This pay structure is fundamentally flawed and common practice in states that have the federal tipped minimum wage: it pushes the expenses of maintaining employees on the customers, thus allowing employers to pay their staff next to nothing with little reason to not work them as much as possible.
It’s important to recognize that while many people feel that tipping your server is an optional practice, for many this is their only source of income. Thus, not tipping is to refuse the server any compensation for their labor. Though it has been said before—and will be said again, as long as people are working for tips—it is important to remember: Every time a person chooses to eat at a restaurant they should be fully ready to tip their staff and do it well. Twenty percent is standard; and if that is not something a person is willing to do, they should not eat at a restaurant.
It’s almost important to realize this is not the case everywhere and it doesn’t have to be this way.
Emily Sargent worked in Georgia as a server for seven years before moving West where she still earns tips, but they are not her only source of income. “There is no difference between tipped wages and the state minimum wage,” claims Sargent, a restaurant manager and former server who now lives in Oregon. “Working for tips and still getting a check at the end of the week was a big change. When I was able to stop worrying about tips, I was surprised to find that I had an actual passion for the job.”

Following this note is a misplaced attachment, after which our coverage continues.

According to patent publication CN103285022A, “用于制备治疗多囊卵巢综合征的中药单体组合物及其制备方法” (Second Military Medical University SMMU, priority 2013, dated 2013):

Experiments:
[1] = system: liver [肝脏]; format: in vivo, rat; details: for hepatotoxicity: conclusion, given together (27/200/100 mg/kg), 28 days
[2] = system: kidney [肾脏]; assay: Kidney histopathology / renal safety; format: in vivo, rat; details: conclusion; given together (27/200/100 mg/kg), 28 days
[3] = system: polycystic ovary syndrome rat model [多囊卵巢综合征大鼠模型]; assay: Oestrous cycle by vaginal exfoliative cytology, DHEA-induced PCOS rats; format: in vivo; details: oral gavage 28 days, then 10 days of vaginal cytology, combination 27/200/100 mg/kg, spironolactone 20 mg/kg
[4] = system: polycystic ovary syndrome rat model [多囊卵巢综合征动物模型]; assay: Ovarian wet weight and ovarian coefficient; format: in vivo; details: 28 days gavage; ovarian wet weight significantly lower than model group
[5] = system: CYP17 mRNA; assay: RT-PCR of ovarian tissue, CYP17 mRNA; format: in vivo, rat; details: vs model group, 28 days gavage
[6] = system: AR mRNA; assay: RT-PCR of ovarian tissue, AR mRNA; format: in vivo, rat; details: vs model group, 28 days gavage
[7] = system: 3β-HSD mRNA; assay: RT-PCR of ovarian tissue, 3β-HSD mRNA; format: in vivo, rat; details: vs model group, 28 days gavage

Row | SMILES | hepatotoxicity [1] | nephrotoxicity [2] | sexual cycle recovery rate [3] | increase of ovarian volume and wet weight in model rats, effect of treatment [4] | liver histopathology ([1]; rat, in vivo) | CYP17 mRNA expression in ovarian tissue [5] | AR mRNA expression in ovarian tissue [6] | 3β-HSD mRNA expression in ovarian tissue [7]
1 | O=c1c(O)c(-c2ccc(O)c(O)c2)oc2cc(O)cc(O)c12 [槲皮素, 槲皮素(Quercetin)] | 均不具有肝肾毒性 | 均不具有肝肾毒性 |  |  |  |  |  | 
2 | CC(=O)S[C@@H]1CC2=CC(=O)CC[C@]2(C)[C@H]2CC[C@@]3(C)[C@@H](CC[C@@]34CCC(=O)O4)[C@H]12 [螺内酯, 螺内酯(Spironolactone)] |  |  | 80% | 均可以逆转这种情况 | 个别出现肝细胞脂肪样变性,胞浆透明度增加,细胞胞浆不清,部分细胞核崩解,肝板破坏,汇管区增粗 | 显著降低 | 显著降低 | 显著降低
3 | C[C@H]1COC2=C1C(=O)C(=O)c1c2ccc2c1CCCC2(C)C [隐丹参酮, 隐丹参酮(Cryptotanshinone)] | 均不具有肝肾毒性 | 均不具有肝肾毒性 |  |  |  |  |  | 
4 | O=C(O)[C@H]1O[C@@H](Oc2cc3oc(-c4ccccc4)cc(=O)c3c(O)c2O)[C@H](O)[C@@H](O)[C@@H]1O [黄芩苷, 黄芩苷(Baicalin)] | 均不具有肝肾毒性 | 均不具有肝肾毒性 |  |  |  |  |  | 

However, the mistreatment of food service staff goes beyond wages and income—and this burden does fall on the customer. To speak frankly, industry workers are often treated like shit. When asked to describe what a normal shift is like, Franklin states, “It is one of the most emotionally stressful things I can imagine. People will look at you like you killed their dog because you didn’t get them their drinks fast enough, which you aren’t even responsible for.”
And since most of a server’s income comes from tips, it is rare for servers to stand up for themselves, as they are aware they are dependent on their customers’ money and, furthermore, their discretion. “Even if someone is treating you like dogshit, you have to be nice to them,” Franklin continues. “Sometimes you get a table, and there is nothing you can do to make them happy.”
Working in such conditions is not without its tolls. The food service industry is well-known to have a substance abuse problem. A 2015 national survey on drug use and health showed that 16.9% of those employed in the hospitality and food service industry between 2008 and 2012 were reported to have a “substance abuse disorder” of some sort.
“My routine is, I come home after drinking a couple shots, driving home when I probably shouldn’t. Eat some food, cry myself to sleep, and go to bed, and do the same thing tomorrow,” says Franklin. “It’s not just me, it’s everyone.”
Dealing with such demanding and exploitative situations makes some see breaking social norms as a tangible form of rebellion towards a system staked against them. This might sound irresponsible to some, but that is pure food service industry logic.
Such habits may seem wild to outsiders, but anyone who has worked in food service is familiar with people who would say the same thing. Dealing with such demanding and exploitative situations makes some see breaking social norms as a tangible form of rebellion towards a system staked against them. This might sound irresponsible to someone who’s never worked in the restaurant industry, but that is pure food service industry logic.